I started to observe my state of body, emotion and movement, without judgment, just simply observe all that is there: fear, qualities and aliveness.
I accept everything that appears though observation, just like an adventure, I don’t know where it will take me, but every moment is so exciting to explore myself. For example, these days in the Ball Game, I notice my body when I react in the moment of catching the ball: breathing becomes rapid, toes grip the earth, sometimes I try to beat the ball. By simply observing the body I can connect with my fear and it is interesting to play with fear. When is the next ball coming? I just focus on my breathing, and a new feeling comes, that moment is so wonderful! This experience gives me the opportunity to discover myself.
Hannah Waters is a UK-based performer. She studied both BA and MA (Physical Acting) at The University of Kent. Her Masters dissertation explored ‘Applying the systematic principles present in constructivist artwork to a method of physical theatre composition’. As part of her time at Kent Hannah also studied at the University of California.
I came to the DUENDE School of Ensemble Physical Theatre this autumn dragging all the traits of a life spent in formal education in the UK with me, traits that I am beginning to address, unpick and challenge as I approach my third week of training at DUENDE.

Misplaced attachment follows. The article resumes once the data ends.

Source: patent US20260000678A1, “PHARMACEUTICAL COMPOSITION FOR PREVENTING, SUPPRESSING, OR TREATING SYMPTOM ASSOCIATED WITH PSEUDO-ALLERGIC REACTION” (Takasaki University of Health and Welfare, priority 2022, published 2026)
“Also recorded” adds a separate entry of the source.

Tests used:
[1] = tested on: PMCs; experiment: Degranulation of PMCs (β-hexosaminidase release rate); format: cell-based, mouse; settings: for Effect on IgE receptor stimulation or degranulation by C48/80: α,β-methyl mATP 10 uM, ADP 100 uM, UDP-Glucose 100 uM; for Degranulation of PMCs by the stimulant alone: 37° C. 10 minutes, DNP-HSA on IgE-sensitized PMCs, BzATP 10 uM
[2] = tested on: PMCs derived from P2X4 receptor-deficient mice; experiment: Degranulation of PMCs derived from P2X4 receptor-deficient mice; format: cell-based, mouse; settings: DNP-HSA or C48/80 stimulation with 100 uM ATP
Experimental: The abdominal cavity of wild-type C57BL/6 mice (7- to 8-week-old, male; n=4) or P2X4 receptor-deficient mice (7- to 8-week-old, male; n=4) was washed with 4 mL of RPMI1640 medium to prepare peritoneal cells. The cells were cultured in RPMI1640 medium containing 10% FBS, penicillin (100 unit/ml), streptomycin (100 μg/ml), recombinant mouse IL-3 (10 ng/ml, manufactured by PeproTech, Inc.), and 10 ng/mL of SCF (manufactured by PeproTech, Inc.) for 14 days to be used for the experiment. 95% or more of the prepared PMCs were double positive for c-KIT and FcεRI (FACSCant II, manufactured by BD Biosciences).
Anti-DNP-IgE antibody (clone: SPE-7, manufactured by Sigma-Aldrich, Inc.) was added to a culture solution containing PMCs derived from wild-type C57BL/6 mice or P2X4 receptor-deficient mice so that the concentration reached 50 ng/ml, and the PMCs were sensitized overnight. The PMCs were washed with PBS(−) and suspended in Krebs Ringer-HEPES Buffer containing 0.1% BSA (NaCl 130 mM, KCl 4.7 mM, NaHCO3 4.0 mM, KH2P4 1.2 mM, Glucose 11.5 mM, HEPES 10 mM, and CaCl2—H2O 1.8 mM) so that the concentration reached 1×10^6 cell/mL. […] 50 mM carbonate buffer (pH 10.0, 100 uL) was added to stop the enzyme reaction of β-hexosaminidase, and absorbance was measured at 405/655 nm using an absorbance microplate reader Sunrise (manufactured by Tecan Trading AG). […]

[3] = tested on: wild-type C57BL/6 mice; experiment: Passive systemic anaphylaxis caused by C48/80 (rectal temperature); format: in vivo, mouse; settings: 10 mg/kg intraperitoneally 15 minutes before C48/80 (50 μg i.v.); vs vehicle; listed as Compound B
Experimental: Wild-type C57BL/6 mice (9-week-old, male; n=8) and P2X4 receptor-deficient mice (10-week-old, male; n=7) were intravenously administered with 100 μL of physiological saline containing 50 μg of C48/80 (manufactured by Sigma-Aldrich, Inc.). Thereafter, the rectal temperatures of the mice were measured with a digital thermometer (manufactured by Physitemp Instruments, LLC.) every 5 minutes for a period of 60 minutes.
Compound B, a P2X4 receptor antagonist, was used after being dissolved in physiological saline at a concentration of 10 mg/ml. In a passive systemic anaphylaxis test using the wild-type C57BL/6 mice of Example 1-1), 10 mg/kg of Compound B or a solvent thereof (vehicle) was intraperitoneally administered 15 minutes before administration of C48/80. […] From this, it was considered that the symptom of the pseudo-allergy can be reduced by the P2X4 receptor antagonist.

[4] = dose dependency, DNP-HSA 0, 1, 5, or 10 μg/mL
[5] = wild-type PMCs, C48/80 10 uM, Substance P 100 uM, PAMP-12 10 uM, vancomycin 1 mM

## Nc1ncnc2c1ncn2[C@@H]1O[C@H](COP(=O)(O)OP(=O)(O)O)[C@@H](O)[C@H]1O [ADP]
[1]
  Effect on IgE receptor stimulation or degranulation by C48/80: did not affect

This is my first foray into vocational training after four years at university: I previously undertook a BA in Drama and Theatre Studies and an MA in Physical Acting, the latter of which I completed a matter of weeks before I made the journey to Athens to begin my work. And so I have made the leap from the world of academia to another, very different world, where my perceptions of myself and my work have suddenly been challenged in ways they never have been before.
The DUENDE School of Ensemble Physical Theatre is meeting in Athens, Greece, through the autumn. Each week a contributor to the school will write a short reflection for this blog.
This week’s post is written by Manjari Kaul. Manjari studied Arts and Aesthetics at Jawaharlal Nehru University, Delhi before becoming a Primary School Teacher, Performer and Director.
Manjari attended The DUENDE School in 2015 and has returned in 2016, at the School’s invitation, to explore in more detail the pedagogy of the work – with a view to running DUENDE training sessions in India and perhaps organising an iteration of The DUENDE School in India in the future.
Manjari is one of DUENDE’s Associate Artists.
This post is an attempt to understand how my training in Ensemble Physical Theatre might be used as a tool by school teachers in the classroom. I will explore the possibility of viewing a Primary/Middle School classroom as akin to an ensemble that must be alive in the here and now, responding to ever evolving dynamics.